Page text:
Researchers are making strides in efforts to combat crown gall disease and to develop clean plants free of the pathogen that causes it, but there’s still much to be learned about how to prevent, diagnose and eliminate it in grapevines.
That said, if there’s any place that should be able to grow disease-free vineyards, it’s Washington, with its desert, sandy soils and lack of the wild grapevines that serve as reservoirs for the disease elsewhere, said Dr. Thomas Burr, Cornell University professor of enology and viticulture.
“You have a real advantage in Washington,” he told attendees at the inaugural Ravenholt Lecture Series at the Ste. Michelle Wine Estates WSU Wine Science Center in Richland in January. “If you can plant a vineyard with clean plants, you certainly are not going to eliminate the presence of crown gall forever, but if you can get a healthy vineyard started, you’re way ahead.”
The pathogen that causes crown gall disease, Agrobacterium vitis, can live silently in the vines until an injury initiates an infection, most commonly those caused by freezing temperatures or at graft unions.
The infection causes galls that crush the vascular tissue of the plant, restricting the movement of water and nutrients, and impede the vine’s ability to heal the wound. The infection also can cause necrotic lesions on roots.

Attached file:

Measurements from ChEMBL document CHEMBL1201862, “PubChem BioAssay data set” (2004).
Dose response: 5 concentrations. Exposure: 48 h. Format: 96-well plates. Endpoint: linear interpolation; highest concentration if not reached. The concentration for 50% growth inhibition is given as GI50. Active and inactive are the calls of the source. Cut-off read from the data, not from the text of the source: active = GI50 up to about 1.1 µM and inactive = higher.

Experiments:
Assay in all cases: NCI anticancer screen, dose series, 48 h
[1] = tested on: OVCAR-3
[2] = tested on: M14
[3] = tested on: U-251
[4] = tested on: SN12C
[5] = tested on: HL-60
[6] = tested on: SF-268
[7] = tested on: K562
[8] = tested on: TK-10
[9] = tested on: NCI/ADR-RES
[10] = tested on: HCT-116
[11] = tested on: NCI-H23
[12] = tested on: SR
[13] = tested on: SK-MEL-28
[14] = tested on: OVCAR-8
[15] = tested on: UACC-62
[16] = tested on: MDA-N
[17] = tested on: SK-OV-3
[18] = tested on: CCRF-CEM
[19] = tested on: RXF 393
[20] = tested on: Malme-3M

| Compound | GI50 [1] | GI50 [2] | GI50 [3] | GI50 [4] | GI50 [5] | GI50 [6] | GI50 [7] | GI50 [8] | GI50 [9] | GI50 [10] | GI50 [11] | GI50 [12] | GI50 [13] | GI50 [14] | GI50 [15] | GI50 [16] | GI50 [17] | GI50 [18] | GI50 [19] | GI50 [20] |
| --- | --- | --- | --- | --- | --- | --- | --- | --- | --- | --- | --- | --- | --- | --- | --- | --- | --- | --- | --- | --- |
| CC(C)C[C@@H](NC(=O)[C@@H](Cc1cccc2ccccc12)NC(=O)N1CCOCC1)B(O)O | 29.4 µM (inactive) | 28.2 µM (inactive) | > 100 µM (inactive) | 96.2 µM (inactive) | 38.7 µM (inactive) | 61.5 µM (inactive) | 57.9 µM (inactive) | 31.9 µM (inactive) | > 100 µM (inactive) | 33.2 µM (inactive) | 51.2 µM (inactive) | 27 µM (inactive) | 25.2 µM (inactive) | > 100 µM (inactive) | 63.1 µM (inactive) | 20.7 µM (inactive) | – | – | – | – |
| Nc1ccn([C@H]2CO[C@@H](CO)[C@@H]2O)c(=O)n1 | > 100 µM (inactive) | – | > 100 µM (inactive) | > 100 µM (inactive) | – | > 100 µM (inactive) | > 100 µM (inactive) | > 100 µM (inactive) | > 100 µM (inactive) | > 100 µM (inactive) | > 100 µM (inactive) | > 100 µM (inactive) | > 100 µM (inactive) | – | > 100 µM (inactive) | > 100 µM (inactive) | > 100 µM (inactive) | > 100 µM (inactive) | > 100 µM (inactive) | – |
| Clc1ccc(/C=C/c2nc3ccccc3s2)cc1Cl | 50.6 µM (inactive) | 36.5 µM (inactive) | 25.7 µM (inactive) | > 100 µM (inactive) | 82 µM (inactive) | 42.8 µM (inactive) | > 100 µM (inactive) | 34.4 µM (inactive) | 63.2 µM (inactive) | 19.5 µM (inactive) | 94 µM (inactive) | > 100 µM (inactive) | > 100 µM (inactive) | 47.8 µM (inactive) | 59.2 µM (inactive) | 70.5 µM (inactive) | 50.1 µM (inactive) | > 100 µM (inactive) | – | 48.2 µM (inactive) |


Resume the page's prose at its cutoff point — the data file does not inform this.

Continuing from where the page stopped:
The disease kills young vines that develop it at graft unions and can stress older vines, depending on the level of infection, significantly reducing vigor and yield. Once established in a vineyard, there is no chemical control.
New knowledge about A. vitis
Researchers at Cornell took cuttings from 10 different grapevines in the winter of 2014, sampled from nodes and internodes, starting at the base and working their way out through the cane.
They hypothesized that the pathogen would be at its highest level at the cane base and at nodes, Burr said.
They were wrong. It turns out the bacterium can be randomly distributed in dormant grape canes.
“It’s not only at nodes, but it’s also at internodes. It’s not only at the base, you can find it way out,” he said. “It’s not what we wanted, obviously. If you’re going to be sampling a certain block for a grower, you want it to be simple.”
That means that if a sample is positive, researchers can positively say that crown gall is present. But if it’s negative, they can’t say for certain that it’s not present somewhere else in the vine. “The more we study this bacterium, the more places we find it,” he said.
That includes in wild grapevines. In another study, researchers sampled wild grapevines in New York in 2013 and 2014 for tumorigenic strains of the pathogen, finding that roughly one-third were positive for it — 18 of 54 samples in 2013, and 12 of 41 samples in 2014.
Similar tests of wild grapevines in riparian areas in California showed 24 of 87 positive samples in 2014 and 2015, he said.
“It’s a bit shocking, but good to know that it is an important source of the pathogen in the environment,” he said.
But what researchers still don’t know, he added, is whether it can survive in other places in the environment, such as water, soil, weeds or other plants that could serve as reservoirs for it.
Finding and controlling A. vitis